Representational Pic
Representational Pic

It is premature to see the signs of a thaw in Indo-Pak relations using the instrument of the 550th anniversary of the birth of the Sikh saint Guru Nanak Dev. But there is noticeably a spirit of homage and celebration on the Indian side which can be translated into a de-escalation of the decades of bitterness that has characterised relations between the two estranged neighbours. For the Pakistan government this may be an opportunity to forge closer links more for strategic reasons than any genuine warmth with a community that has been in the forefront of the intense rivalry. That bilateral talks on the proposed Kartarpur corridor linking the two sides have survived the bitter stalemate is in itself a positive development. All other forms of cooperation have failed as ties between the two countries have touched their lowest ebb.

That Guru Nanak’s birthplace is in today’s Pakistan is indeed an irony of fate. In a unique move the Kartarpur corridor has been created from the Indian side for use from next month leading up to a gurudwara in Pakistan where the memorial to Guru Nanak is located, has made it possible for Indian pilgrims to visit the sacred place. That former prime minister Manmohan Singh has agreed to travel through the corridor to the gurudwara and President Ram Nath Kovind and Prime Minister Modi have confirmed presence at a special event makes one wonder whether this would be precursor to an event where Indian leaders would be amenable at a future date to visiting the shrine in Pakistan in a display of closeness. As of now, Punjab chief minister Amarinder Singh and other Indian leaders have turned down Pakistan’s invitation to attend a function to mark the occasion on the other side of the border. The biggest stumbling block to durable peace and harmony between India and Pakistan has, however, been the hidden hand of the Pakistan army which apparently has a stake in destabilising Indo-Pak relations.

A new term called ping-pong diplomacy had originated at the height of the Cold War in 1971, when a group of American table-tennis players visited Communist China. Their trip ended the 22-year-long diplomatic silence between the two countries. It was followed by the then US President Richard Nixon's visit to the Chinese mainland, the first by a US President, in February 1972. The breaking down of the Berlin Wall is also seen as a landmark in the reunification of the two Germanys which led to durable peace. How far the Kartarpur homage will go to bring India and Pakistan closer is dependent on whether Islamabad is willing to look forward rather than backward. There is no doubt that Pakistan’s economy is in shambles and the country is seen internationally as a hotbed of terror breeding which can change if Indo-Pak relations are thawed. There is no doubt, however, that the road to a thawed relationship is tough due to deep-rooted mutual suspicions.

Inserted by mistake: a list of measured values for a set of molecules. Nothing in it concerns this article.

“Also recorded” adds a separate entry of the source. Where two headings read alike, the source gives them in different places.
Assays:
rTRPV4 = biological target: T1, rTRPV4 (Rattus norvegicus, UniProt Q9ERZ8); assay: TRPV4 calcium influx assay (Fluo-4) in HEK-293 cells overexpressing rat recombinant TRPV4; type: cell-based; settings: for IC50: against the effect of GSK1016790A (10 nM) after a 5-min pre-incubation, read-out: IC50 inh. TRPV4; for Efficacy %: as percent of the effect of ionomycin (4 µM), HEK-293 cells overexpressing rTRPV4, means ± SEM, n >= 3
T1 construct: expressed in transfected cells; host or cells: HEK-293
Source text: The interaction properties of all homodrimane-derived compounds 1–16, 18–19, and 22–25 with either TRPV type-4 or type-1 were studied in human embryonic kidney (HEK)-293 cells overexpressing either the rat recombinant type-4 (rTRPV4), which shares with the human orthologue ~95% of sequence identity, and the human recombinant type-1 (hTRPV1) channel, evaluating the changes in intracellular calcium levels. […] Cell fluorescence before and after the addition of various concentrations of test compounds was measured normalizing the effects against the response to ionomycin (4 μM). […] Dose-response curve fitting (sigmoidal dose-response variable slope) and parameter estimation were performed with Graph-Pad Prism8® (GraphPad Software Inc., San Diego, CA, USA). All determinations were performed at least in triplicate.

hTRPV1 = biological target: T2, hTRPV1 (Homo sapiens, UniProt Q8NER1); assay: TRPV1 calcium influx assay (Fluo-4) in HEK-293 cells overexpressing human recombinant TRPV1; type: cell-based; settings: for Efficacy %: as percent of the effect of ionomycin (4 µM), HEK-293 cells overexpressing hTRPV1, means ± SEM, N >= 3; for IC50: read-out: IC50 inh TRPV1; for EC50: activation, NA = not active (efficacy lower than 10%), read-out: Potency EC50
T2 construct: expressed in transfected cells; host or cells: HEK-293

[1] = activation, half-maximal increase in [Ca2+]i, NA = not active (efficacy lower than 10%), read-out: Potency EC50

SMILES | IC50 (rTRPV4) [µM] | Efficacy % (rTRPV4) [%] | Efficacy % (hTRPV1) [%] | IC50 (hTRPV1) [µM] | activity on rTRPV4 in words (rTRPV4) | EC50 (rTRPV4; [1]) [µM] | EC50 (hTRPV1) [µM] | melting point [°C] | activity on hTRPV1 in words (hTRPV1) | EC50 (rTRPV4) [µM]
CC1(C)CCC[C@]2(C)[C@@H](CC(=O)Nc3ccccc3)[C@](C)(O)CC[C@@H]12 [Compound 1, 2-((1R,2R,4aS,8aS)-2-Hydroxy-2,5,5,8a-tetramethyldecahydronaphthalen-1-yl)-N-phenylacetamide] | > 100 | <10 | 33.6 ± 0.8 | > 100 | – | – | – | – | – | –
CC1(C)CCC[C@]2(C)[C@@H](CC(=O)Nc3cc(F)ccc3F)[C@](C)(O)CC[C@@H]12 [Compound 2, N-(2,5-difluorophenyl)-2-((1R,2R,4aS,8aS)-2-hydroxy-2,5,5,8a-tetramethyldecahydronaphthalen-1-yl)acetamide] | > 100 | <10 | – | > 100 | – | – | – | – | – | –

US renews hopes on major trade deal

There is no doubt that the non-signing of a comprehensive trade deal between India and the US which was much anticipated was a bit of a dampener on Prime Minister Narendra Modi’s recent visit to the US when he met US President Trump on the sidelines of the UN General Assembly session. There was little explanation beyond the clichéd one that the deal had not been dropped but had been held in abeyance. Now has come US Secretary of Commerce Wilber Ross’ statement that there is no structural issue between the two countries and the deal could be signed very quickly. He said the Indian election has come and gone and since Modi has a clear, strong position in Parliament, it should be a lot easier to take decisive action. He, however, indicated that the US would not change its stand towards trade practices it found to be ‘unfair.’

Significantly, Ross said India could step up exports in place of Chinese products to the US markets. Apparently, India is being offered the bait of increased exports at the expense of China. What is true, however, is that under Donald Trump, the US is a hard bargainer and India would need to garner all its skills to strike a good deal with the Americans.

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Free Press Journal